Sainsbury's boss Justin King is to step down in July after 10 years as chief executive of the supermarket.
The move, which ends months of speculation about his departure, will see commercial director Mike Coupe take over at the helm of the group.
Mr King has been credited with reviving the fortunes of the supermarket and more recently helping it fight off growing pressure on the sector from discount retailers.
Chairman David Tyler said: "Justin is a truly exceptional leader who has reshaped Sainsbury's during his 10 years as CEO, as well as playing a leading role in the sector and wider business world.
"He leaves a lasting legacy with the company stronger than ever."
Mr Tyler said Mr King's successor was a man of "unique talent and experience".
"He has worked hand-in-hand with Justin over the past decade and has a proven track record of success, making him the natural choice to take the company forward."
Mr King, who will stand down at the annual general meeting on July 9, said: "This was not an easy decision for me to make, and in truth it will never feel like the right time to leave a company like Sainsbury's.
"It has been a privilege to have led the company for the past 10 years and I am incredibly proud of our achievements in that time. I am confident that under Mike's leadership the business will go from strength to strength."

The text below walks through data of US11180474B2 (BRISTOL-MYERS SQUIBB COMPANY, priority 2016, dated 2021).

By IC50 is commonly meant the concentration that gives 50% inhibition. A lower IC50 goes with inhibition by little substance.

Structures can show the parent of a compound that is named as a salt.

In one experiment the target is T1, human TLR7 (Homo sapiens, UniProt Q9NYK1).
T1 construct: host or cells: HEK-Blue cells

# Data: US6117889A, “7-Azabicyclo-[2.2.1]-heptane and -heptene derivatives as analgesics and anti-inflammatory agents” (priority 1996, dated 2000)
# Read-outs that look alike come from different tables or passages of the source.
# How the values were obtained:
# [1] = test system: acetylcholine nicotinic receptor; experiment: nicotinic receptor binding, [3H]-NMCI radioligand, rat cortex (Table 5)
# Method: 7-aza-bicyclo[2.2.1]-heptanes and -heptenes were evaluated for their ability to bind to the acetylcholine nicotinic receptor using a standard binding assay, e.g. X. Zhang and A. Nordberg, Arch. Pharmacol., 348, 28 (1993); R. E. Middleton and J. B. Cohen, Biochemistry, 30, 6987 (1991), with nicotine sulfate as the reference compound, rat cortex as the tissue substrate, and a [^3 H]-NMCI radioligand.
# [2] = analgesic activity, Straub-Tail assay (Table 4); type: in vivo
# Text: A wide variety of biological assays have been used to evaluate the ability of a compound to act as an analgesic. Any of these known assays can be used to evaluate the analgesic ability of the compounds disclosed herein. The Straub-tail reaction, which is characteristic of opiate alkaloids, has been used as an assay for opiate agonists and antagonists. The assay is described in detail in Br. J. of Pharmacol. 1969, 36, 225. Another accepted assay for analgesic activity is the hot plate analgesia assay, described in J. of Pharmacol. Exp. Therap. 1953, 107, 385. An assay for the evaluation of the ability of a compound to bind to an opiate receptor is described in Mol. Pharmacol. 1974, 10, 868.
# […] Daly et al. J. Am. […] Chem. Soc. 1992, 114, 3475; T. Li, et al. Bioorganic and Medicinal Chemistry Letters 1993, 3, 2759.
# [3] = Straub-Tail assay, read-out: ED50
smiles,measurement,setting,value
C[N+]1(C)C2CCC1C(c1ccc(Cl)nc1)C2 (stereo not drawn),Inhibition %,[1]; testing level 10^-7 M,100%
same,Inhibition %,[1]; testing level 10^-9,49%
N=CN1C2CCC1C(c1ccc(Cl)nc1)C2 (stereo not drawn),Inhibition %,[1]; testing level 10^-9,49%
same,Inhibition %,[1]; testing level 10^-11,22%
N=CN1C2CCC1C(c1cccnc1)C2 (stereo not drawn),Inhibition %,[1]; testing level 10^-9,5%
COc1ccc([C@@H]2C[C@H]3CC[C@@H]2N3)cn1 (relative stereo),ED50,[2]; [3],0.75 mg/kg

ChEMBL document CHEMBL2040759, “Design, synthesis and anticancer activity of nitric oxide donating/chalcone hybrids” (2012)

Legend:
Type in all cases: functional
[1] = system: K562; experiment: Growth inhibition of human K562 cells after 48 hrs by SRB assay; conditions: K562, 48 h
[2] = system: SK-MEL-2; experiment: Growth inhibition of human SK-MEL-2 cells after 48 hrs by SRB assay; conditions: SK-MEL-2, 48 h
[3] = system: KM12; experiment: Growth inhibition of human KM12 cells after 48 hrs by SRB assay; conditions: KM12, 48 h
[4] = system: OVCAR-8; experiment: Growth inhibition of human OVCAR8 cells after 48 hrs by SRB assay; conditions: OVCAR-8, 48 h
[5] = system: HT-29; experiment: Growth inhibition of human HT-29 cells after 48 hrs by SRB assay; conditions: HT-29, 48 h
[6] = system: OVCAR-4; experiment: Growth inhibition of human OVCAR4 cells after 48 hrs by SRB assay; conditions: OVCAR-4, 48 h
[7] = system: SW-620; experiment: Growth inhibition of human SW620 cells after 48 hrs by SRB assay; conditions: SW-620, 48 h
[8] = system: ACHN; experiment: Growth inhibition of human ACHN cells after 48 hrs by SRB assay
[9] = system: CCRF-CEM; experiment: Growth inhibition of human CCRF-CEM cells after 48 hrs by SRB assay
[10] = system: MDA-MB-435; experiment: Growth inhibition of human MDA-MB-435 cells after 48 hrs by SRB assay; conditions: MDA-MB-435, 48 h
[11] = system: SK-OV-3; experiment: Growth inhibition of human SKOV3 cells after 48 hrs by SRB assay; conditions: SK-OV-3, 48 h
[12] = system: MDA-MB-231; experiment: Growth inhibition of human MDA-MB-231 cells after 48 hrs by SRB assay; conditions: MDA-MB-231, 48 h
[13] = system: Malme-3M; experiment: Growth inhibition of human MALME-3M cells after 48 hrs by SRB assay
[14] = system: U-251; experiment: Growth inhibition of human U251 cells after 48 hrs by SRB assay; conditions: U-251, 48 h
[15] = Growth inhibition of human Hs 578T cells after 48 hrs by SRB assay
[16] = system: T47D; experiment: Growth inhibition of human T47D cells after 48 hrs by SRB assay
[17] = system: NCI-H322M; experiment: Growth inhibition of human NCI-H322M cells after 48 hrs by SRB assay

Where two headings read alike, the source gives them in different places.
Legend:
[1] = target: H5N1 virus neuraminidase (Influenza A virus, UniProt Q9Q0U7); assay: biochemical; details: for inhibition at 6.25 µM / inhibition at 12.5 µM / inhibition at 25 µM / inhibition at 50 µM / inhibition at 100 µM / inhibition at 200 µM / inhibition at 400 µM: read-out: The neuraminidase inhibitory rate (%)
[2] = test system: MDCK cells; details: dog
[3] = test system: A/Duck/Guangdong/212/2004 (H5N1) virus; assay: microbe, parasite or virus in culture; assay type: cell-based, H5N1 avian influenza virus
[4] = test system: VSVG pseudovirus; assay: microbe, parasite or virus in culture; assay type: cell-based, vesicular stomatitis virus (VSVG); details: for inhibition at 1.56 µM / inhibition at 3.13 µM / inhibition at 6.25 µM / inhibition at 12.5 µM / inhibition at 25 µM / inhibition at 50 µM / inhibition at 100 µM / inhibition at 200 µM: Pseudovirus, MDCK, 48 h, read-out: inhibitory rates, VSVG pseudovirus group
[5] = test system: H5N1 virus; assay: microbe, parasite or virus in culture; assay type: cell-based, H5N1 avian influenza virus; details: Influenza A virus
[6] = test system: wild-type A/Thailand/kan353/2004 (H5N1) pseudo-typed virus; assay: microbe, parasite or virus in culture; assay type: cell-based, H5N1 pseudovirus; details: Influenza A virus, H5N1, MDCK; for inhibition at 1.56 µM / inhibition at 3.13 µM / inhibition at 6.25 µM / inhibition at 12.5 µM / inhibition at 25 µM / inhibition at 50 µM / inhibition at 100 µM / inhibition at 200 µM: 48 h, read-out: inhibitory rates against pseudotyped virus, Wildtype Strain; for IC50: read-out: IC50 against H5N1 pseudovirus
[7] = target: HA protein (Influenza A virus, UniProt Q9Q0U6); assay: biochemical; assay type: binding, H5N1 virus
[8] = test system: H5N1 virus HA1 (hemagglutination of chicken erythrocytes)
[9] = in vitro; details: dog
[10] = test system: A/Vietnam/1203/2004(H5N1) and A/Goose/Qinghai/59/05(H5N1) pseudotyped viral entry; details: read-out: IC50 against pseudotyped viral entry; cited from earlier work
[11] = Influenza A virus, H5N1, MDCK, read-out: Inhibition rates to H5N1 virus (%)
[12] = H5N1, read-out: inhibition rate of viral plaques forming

Mr Coupe said: "It's an absolute honour to be appointed as the new CEO of Sainsbury's in this, the company's 145th year, at a time when thanks to Justin's leadership, we have been consistently outperforming the market."
Shares were down 2% on the announcement.
Mr King has waived his entitlement to a cash severance payment of up to £1.7 million on departure.
It comes three weeks after the supermarket defied expectations to post a 36th successive quarter of growth in the 14 weeks to January 4.
However the quarterly growth was just 0.2% and the supermarket was forced to admit that full-year growth would come in below a previously expected 1%-1.5% range, prompting analysts to shave annual profit forecasts.
In today's announcement, the supermarket said Mr King would receive no annual bonus for the 2014/15 financial year, or any bonuses under a deferred share scheme or long-term incentive plan for the period.
But he will still be in line to receive a bonus and deferred share award for the current financial year and will also receive long-term awards for previous years' performance.
Mr Coupe will be paid a salary of £900,000 but the company said bonuses will be rebalanced towards a long-term scheme.